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I have a user login window application in C# which is installed in many systems,Now i have changed/updated new modification to the application. Then i have to uninstall the previous and install this new update application again in all systems.

Is there any method by which a updated can be performed to the previous application installed without uninstalling the previous application in the systems.ie user selects a update from a server location manually or automatically the installed application will check for update and install it

please help

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Application distribution and upgrading is a very well-known problem to system administrators, which I think is more of a serverfault than stackoverflow question. If you want to build a selfupdating feature into your app, I think it still fits on SO, but please rephrase your question then. –  Anders Abel May 5 '11 at 5:53
ClickOnce can do it. I've also written a little app that checks the version no, installs the new version if needed then shells the main program. Obviously all the user shortcuts point to the launcher app. –  SteveCav May 5 '11 at 5:57

2 Answers 2

Well there are lots of ways to arrange for an application to read an update. Most usually this is done by having it read a small file on a server and then if there is a newer version offer to download it. I did write my own at one time. I checked a web address for a file containing the latest version and compared it to the version the user was running. I then closed my app after shelling out to an updater app that downloaded the update, applied the file changes and restarted my app. Now I use AppLife Update. This provides all the tools needed to check for an update, download an incremental update and apply it. It is payware but the basic version is not that expensive.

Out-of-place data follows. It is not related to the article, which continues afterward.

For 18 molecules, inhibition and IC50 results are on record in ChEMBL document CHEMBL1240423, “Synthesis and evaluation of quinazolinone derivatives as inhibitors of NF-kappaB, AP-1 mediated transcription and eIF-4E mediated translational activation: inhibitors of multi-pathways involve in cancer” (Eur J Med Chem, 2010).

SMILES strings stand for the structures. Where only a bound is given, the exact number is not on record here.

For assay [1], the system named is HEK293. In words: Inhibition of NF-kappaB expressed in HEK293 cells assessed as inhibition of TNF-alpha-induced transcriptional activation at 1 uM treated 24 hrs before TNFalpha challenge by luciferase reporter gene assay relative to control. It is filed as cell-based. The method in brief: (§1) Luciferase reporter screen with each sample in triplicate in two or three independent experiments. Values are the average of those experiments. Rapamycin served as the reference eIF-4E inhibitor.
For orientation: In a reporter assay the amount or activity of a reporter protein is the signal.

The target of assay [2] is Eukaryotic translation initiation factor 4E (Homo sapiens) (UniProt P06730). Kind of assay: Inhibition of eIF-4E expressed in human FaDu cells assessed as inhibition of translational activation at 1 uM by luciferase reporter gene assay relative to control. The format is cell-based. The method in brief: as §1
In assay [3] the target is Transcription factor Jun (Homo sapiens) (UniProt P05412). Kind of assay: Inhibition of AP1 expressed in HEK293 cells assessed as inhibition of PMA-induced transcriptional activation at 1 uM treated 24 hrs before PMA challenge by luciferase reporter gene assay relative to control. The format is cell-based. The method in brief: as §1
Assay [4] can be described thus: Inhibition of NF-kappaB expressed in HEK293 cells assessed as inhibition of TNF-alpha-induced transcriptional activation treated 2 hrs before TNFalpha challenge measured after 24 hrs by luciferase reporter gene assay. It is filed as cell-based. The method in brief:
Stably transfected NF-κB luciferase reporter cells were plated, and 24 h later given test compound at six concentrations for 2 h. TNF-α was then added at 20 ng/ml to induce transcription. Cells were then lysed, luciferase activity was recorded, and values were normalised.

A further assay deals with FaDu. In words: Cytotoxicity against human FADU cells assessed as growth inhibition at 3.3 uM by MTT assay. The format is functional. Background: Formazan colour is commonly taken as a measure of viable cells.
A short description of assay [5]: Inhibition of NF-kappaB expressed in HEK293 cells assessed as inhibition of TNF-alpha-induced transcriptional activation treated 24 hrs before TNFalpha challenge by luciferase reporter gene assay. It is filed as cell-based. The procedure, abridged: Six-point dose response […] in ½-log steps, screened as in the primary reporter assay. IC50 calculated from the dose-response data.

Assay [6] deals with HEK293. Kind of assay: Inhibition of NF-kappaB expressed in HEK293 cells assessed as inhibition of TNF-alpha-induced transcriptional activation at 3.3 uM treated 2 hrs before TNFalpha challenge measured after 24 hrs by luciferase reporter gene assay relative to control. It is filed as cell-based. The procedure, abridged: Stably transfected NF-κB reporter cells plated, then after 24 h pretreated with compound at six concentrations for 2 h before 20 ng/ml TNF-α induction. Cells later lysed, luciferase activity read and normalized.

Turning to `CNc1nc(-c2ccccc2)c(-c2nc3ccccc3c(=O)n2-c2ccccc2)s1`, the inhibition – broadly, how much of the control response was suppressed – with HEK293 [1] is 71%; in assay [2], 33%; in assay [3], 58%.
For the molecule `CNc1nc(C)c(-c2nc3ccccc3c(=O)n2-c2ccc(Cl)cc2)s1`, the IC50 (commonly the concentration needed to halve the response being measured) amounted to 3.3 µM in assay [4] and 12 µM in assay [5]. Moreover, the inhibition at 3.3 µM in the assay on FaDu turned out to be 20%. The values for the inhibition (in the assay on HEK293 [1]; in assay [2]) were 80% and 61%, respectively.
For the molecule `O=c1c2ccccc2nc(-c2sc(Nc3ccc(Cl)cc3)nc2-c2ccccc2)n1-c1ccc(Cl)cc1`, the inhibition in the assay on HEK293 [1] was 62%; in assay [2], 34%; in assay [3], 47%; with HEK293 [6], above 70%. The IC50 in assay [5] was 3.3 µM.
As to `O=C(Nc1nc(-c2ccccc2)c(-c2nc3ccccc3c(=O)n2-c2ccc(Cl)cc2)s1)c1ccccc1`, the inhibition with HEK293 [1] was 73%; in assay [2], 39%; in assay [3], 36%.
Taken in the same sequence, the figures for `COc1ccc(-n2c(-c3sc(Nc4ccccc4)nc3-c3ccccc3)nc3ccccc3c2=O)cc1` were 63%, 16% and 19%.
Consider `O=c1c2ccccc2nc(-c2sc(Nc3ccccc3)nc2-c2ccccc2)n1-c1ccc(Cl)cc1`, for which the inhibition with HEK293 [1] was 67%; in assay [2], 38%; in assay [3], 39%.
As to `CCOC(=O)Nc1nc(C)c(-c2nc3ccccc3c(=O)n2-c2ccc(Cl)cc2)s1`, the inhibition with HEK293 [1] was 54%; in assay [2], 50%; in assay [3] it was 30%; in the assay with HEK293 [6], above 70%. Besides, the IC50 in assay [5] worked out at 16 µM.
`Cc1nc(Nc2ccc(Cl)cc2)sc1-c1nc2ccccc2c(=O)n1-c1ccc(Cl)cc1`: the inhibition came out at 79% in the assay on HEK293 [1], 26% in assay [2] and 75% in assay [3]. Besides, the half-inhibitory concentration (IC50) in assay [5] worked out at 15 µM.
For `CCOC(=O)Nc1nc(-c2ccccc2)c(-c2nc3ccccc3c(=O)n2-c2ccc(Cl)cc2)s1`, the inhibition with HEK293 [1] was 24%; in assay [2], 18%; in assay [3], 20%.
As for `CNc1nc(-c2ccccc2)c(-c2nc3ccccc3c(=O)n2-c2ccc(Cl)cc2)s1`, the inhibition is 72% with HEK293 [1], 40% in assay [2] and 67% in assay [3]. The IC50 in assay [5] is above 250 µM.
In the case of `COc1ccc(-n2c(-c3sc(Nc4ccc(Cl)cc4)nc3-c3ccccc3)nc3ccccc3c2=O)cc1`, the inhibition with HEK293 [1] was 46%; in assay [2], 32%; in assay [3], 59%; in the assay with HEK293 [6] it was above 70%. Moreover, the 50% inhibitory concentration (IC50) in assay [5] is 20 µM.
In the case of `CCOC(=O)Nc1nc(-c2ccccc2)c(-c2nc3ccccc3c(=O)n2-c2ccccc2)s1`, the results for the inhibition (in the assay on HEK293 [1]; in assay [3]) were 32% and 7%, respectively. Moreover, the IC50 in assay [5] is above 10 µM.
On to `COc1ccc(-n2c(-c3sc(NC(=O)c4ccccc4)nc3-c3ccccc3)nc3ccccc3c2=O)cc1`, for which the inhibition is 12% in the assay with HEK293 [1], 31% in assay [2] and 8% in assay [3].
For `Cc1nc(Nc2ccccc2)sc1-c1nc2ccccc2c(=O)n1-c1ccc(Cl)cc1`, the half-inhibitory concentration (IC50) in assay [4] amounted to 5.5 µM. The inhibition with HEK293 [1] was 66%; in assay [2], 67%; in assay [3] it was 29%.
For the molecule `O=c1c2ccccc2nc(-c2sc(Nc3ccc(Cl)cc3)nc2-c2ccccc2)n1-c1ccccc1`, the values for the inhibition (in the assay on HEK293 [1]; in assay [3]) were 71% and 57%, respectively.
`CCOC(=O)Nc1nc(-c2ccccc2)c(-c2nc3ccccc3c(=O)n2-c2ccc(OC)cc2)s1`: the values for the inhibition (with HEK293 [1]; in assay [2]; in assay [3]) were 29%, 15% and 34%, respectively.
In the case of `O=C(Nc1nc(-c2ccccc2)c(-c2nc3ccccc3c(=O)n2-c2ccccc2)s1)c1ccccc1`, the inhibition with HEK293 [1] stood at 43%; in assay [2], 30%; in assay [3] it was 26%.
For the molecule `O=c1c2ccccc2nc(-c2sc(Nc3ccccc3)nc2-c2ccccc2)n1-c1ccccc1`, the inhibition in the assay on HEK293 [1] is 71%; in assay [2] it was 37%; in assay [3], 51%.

Of course you would need to release a version first that contained any update checking code.

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You got two easy solutions there:

  1. At the installer level, you could use ClickOnce installer, it's nice and clean, however it will basically remove your old files and install the new ones (if they are ofc newer).

  2. Another approach which I personally prefer: at the application level - divide your application into different modules (plugin style) thus creating seperate dlls for each activity - module. This way, when you load you software at startup, you can do a simple check to a ftp / svn / web service / even html page and verify the version of the dlls. If the files on the server are newer then download the new ones before loading them.

Hope this helps.

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